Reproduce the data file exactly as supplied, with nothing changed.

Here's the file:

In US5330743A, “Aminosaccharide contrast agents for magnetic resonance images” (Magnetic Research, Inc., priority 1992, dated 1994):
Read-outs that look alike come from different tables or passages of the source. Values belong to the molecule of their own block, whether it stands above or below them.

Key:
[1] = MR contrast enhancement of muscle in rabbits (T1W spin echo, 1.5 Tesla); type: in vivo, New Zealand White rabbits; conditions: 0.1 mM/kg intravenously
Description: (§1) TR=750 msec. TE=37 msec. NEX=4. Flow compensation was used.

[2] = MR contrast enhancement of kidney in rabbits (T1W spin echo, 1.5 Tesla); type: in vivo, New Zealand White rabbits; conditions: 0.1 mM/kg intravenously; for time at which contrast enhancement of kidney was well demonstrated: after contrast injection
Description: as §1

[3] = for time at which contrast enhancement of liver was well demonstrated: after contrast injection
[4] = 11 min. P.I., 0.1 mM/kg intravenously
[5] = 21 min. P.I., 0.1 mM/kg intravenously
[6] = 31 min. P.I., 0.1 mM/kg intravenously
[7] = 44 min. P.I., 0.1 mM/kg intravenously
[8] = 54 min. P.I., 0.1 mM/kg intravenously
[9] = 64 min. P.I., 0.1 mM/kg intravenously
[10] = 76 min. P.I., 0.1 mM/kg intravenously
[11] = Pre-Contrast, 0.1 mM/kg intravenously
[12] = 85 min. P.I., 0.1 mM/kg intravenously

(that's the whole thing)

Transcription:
In US5330743A, “Aminosaccharide contrast agents for magnetic resonance images” (Magnetic Research, Inc., priority 1992, dated 1994):
Read-outs that look alike come from different tables or passages of the source. Values belong to the molecule of their own block, whether it stands above or below them.

Key:
[1] = MR contrast enhancement of muscle in rabbits (T1W spin echo, 1.5 Tesla); type: in vivo, New Zealand White rabbits; conditions: 0.1 mM/kg intravenously
Description: (§1) TR=750 msec. TE=37 msec. NEX=4. Flow compensation was used.

[2] = MR contrast enhancement of kidney in rabbits (T1W spin echo, 1.5 Tesla); type: in vivo, New Zealand White rabbits; conditions: 0.1 mM/kg intravenously; for time at which contrast enhancement of kidney was well demonstrated: after contrast injection
Description: as §1

[3] = for time at which contrast enhancement of liver was well demonstrated: after contrast injection
[4] = 11 min. P.I., 0.1 mM/kg intravenously
[5] = 21 min. P.I., 0.1 mM/kg intravenously
[6] = 31 min. P.I., 0.1 mM/kg intravenously
[7] = 44 min. P.I., 0.1 mM/kg intravenously
[8] = 54 min. P.I., 0.1 mM/kg intravenously
[9] = 64 min. P.I., 0.1 mM/kg intravenously
[10] = 76 min. P.I., 0.1 mM/kg intravenously
[11] = Pre-Contrast, 0.1 mM/kg intravenously
[12] = 85 min. P.I., 0.1 mM/kg intravenously